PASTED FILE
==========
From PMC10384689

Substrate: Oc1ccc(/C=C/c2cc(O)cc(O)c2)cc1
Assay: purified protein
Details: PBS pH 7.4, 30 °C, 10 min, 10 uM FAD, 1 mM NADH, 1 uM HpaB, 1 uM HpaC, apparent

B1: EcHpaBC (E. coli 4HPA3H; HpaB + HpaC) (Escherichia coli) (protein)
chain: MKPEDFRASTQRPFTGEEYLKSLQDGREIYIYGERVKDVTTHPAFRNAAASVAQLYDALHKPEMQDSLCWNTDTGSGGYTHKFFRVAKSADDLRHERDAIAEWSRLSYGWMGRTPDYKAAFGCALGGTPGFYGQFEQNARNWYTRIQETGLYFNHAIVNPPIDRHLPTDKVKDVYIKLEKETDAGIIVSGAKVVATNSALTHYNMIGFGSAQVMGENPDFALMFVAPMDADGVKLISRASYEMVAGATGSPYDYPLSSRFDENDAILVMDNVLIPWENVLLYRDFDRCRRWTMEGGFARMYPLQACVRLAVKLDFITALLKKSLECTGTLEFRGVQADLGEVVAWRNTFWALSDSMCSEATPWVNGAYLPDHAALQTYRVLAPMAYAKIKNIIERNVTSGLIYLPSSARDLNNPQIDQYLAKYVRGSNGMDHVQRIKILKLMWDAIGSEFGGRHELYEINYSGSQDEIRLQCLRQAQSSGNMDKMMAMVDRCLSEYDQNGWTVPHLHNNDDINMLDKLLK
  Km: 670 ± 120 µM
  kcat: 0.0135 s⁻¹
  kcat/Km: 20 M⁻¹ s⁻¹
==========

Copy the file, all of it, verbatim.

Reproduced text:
From PMC10384689

Substrate: Oc1ccc(/C=C/c2cc(O)cc(O)c2)cc1
Assay: purified protein
Details: PBS pH 7.4, 30 °C, 10 min, 10 uM FAD, 1 mM NADH, 1 uM HpaB, 1 uM HpaC, apparent

B1: EcHpaBC (E. coli 4HPA3H; HpaB + HpaC) (Escherichia coli) (protein)
chain: MKPEDFRASTQRPFTGEEYLKSLQDGREIYIYGERVKDVTTHPAFRNAAASVAQLYDALHKPEMQDSLCWNTDTGSGGYTHKFFRVAKSADDLRHERDAIAEWSRLSYGWMGRTPDYKAAFGCALGGTPGFYGQFEQNARNWYTRIQETGLYFNHAIVNPPIDRHLPTDKVKDVYIKLEKETDAGIIVSGAKVVATNSALTHYNMIGFGSAQVMGENPDFALMFVAPMDADGVKLISRASYEMVAGATGSPYDYPLSSRFDENDAILVMDNVLIPWENVLLYRDFDRCRRWTMEGGFARMYPLQACVRLAVKLDFITALLKKSLECTGTLEFRGVQADLGEVVAWRNTFWALSDSMCSEATPWVNGAYLPDHAALQTYRVLAPMAYAKIKNIIERNVTSGLIYLPSSARDLNNPQIDQYLAKYVRGSNGMDHVQRIKILKLMWDAIGSEFGGRHELYEINYSGSQDEIRLQCLRQAQSSGNMDKMMAMVDRCLSEYDQNGWTVPHLHNNDDINMLDKLLK
  Km: 670 ± 120 µM
  kcat: 0.0135 s⁻¹
  kcat/Km: 20 M⁻¹ s⁻¹